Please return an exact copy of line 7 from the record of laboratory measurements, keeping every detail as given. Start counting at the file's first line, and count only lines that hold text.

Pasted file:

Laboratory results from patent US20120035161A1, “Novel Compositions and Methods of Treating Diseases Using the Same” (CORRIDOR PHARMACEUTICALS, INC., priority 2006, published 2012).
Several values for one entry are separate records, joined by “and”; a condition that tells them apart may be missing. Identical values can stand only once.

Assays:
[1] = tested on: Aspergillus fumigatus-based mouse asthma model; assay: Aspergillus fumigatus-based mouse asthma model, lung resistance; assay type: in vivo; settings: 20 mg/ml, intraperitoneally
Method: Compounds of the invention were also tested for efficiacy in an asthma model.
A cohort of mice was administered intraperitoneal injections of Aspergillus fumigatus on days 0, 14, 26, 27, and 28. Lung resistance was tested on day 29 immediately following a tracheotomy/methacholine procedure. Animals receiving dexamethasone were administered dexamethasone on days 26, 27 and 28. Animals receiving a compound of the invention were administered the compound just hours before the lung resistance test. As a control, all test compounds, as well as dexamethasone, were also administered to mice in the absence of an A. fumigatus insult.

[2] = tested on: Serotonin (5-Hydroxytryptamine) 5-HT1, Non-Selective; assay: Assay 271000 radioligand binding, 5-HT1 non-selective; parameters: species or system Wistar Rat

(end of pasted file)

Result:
[2] = tested on: Serotonin (5-Hydroxytryptamine) 5-HT1, Non-Selective; assay: Assay 271000 radioligand binding, 5-HT1 non-selective; parameters: species or system Wistar Rat